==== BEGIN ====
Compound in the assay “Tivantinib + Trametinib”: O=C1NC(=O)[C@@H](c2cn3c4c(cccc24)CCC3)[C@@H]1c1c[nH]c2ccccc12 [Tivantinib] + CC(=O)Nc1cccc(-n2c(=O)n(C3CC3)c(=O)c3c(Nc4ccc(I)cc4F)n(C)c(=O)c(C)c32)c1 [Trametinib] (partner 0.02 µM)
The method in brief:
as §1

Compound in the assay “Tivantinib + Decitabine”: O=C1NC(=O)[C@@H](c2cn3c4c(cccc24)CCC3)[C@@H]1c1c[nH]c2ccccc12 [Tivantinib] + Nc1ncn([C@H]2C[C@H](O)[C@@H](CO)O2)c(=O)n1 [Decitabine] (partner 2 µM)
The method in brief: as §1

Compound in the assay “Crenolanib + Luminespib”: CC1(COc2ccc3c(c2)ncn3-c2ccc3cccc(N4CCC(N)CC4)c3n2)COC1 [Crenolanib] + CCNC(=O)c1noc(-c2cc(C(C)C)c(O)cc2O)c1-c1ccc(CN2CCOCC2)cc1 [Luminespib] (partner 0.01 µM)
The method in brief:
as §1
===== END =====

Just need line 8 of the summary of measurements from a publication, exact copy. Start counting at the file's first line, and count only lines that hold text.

as §1